MANILA, Sept 2 (Reuters) – The magnitude of a widely expected US interest rate hike this month will be a “big factor” in the Philippine central bank’s decision on whether to tighten policy further, its governor said on Friday, ahead of a rate-setting meeting on Sept. 22.
“You cannot not react to what the Fed is doing,” Bangko Sentral ng Pilipinas (BSP) Governor Felipe Medalla, said at a virtual Reuters Newsmaker event, referring to the US Federal Reserve’s anticipated rate increase.
Medalla’s remarks came as the Philippine peso hit a record low of 56.90 on Friday, after US data increased the chances of further Fed policy tightening and pushed the dollar to a two-decade high.
“We are concerned about the effects of the exchange rate on the inflation,” Medalla said. Higher costs of imports, including fuel and some food items, have added upward pressure on consumer prices.
The peso is the third worst-performing Asian currency this year, having fallen more than 10% so far.
Based on how the peso moved following BSP’s rate hikes, “we can say we have done enough,” Medalla said. “There is no peso problem, it’s a dollar problem.”
The dollar index firmed ahead of Friday’s US labour data that could bolster the case for the Fed to deliver a third 75 basis point interest rate hike when it holds a Sept. 20-21 policy meeting.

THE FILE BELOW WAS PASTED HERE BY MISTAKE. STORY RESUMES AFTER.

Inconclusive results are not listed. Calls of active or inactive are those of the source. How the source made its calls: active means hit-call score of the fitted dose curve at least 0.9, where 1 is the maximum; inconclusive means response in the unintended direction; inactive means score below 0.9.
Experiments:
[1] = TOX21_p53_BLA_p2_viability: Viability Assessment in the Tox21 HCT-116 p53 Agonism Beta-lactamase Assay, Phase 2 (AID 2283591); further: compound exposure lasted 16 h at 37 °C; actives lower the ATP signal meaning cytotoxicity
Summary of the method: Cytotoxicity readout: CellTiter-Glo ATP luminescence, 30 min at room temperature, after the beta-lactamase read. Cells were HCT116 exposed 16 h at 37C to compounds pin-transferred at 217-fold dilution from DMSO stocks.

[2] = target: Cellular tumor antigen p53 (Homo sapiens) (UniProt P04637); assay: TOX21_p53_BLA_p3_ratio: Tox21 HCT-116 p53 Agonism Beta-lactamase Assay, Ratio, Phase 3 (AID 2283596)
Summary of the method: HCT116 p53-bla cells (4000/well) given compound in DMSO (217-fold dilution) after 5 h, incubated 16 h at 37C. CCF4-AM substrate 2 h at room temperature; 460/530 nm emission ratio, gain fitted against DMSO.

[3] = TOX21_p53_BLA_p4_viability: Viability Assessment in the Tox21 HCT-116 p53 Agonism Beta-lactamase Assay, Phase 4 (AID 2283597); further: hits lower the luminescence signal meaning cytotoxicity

Seeking to bring inflation back within target, the BSP has raised interest rates by a total of 175 basis points this year, taking the benchmark overnight reverse repurchase facility rate to 3.75%.
Philippine inflation averaged 4.7% in the January to July period, above the BSP’s 2%-4% target band for the year. The BSP expects inflation to average 5.4% this year, and ease to average 4.0% next year and 3.3% in 2024.
Medalla said inflation was expected to remain above 4% in the first half of 2023 before decelerating in the second half.
Despite the external headwinds, Medalla said 6.5% growth in Philippine gross domestic product this year remains “doable”, with the economy likely to be supported as the government resists re-imposing pandemic lockdowns.
(Reporting by Karen Lema and Neil Jerome Morales; Editing by Martin Petty, Ed Davies)
This article originally appeared on reuters.com